One should pay particular attention to enterprises, whcih did not include the housing stock in their financial statements and consequently did not bear any expenses for its upkeep. Increased incomes and product cost could lead to a substantial decrease in profits, or make an enterprise loss-making. Therefore, one should consider the potential provision of additional tax breaks or special subsidies for such enterprises for a certain period of time (for example, up to 6 months). Such a measure would help them adapt more easily to the new situation.

Enterprises which listed housing stock on their balance sheet could subsequently discover that available resources had been freed up, as they no longer had to cover the losses of the public services sector. These funds could be channelled by the enterprises to works which should have been financed from the local budget (road construction and repair, purchase of medication for municipal health establishments, etc.).

The balance would enable enterprises to determine additional financial requirements (if and when necessary). To make such calculations, one should consider:

- the amounts set aside for the Pension Fund in connection with the rise in average wages. These funds could serve as a source for a raise in pensions; and

- the increased tax base related to the enterprises' loss of tax breaks (current legislation stipulates that profits channelled to the social infrastructure are tax-exempt). Another factor could influence the results of such calculations for specific enterprises. Public utility charges are regulated by the government or local authorities. They are set at far lower levels than their actual cost. To compensate for enterprise losses (heating stations, water intake, etc.), production tariffs have been set at excessively high levels for industrial enterprises and other consumers.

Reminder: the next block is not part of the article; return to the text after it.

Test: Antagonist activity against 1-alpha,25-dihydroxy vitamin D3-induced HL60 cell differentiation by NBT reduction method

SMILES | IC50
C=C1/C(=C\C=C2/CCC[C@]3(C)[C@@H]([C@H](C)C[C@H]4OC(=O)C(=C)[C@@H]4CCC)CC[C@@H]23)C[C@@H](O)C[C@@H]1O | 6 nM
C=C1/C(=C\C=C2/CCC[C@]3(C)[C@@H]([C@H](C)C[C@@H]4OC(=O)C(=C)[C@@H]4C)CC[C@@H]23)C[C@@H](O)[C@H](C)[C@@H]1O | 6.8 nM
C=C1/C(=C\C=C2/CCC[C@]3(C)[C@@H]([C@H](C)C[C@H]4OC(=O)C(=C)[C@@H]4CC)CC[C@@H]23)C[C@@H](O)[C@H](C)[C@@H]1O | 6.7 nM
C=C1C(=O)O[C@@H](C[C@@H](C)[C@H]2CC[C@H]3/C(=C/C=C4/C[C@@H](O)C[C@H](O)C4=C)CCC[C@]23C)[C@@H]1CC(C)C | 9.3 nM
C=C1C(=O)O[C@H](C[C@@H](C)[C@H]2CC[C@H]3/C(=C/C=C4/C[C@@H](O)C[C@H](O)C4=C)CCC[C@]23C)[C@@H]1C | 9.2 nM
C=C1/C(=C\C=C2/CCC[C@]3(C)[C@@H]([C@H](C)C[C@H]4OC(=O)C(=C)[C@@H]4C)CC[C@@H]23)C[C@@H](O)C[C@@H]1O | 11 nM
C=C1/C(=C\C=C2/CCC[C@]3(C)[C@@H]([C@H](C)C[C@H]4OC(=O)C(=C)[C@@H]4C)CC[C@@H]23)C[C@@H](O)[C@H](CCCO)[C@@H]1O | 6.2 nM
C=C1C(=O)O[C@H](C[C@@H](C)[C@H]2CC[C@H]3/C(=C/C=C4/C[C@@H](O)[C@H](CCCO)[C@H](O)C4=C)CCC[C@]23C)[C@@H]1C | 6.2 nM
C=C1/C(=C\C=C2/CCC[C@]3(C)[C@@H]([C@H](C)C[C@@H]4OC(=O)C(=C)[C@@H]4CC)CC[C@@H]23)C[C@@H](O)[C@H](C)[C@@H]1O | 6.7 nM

This leads to a substantial increase in production costs at enterprises which use these services. Consequently the population ends up having to pay.

6. Determination of the resources required to cover wage increases for employees of budget organisations. Funds set aside in the city budget to cover municipal housing stock losses could constitute a main source of such additional payments.

7. Calculation of the adjustments to be made to the flow of money from the "enterprise - local budget". This entails tax privileges for recipient enterprises, and agreements with donor enterprises over the financing of municipal expenditures in the amount of the "surplus" freed up by the removal of public services subsidies, etc., in order to balance the enterprises' financial potential and the municipal budget, ensuing from the conversion of city subsidies for public services to personal incomes.

8. The institutional conversion of the social sphere: the creation of joint stock companies and housing co-operatives and partnerships, based on the public services sector. Privatization plans must all costs consider the the future of the housing stock listed on enterprises' balance sheets. The creation of close joint stock companies or limited partnerships from the public services administrations or enterprises' departments would seem to be the most acceptable scenario. Their founders could be state enterprises, local authorities or other interested parties. At the same time, a decision must be taken on the transfer of housing ownership to their occupants, regardless of whether they are employees of the given enterprise or not. This is necessary, as the enterprises' maintenance of housing stocks currently grants them full economic management of the housing: such enterprises alone may sell or transfer them to individuals. In future, individuals themselves will decide whether to privatise their housing. Local authorities or joint stock companies will register the housing transfers.